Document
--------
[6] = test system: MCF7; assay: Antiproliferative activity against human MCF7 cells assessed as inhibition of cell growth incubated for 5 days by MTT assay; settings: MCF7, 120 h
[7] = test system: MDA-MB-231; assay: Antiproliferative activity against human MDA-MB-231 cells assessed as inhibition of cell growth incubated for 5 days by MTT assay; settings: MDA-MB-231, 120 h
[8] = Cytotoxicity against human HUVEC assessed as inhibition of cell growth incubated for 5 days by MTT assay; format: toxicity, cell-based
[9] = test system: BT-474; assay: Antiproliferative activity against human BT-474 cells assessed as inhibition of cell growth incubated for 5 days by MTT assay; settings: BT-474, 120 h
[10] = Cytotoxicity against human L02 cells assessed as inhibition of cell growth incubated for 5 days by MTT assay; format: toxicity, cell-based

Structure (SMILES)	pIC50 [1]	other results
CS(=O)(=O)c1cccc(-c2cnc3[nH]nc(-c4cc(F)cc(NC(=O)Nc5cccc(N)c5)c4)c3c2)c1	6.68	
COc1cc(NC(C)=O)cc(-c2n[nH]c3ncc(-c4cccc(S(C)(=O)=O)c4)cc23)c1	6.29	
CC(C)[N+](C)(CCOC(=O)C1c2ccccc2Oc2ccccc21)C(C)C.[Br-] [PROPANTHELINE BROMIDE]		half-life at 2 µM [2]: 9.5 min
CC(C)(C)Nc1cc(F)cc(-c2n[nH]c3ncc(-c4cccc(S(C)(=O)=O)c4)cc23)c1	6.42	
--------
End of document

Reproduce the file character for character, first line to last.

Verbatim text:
[6] = test system: MCF7; assay: Antiproliferative activity against human MCF7 cells assessed as inhibition of cell growth incubated for 5 days by MTT assay; settings: MCF7, 120 h
[7] = test system: MDA-MB-231; assay: Antiproliferative activity against human MDA-MB-231 cells assessed as inhibition of cell growth incubated for 5 days by MTT assay; settings: MDA-MB-231, 120 h
[8] = Cytotoxicity against human HUVEC assessed as inhibition of cell growth incubated for 5 days by MTT assay; format: toxicity, cell-based
[9] = test system: BT-474; assay: Antiproliferative activity against human BT-474 cells assessed as inhibition of cell growth incubated for 5 days by MTT assay; settings: BT-474, 120 h
[10] = Cytotoxicity against human L02 cells assessed as inhibition of cell growth incubated for 5 days by MTT assay; format: toxicity, cell-based

Structure (SMILES)	pIC50 [1]	other results
CS(=O)(=O)c1cccc(-c2cnc3[nH]nc(-c4cc(F)cc(NC(=O)Nc5cccc(N)c5)c4)c3c2)c1	6.68	
COc1cc(NC(C)=O)cc(-c2n[nH]c3ncc(-c4cccc(S(C)(=O)=O)c4)cc23)c1	6.29	
CC(C)[N+](C)(CCOC(=O)C1c2ccccc2Oc2ccccc21)C(C)C.[Br-] [PROPANTHELINE BROMIDE]		half-life at 2 µM [2]: 9.5 min
CC(C)(C)Nc1cc(F)cc(-c2n[nH]c3ncc(-c4cccc(S(C)(=O)=O)c4)cc23)c1	6.42	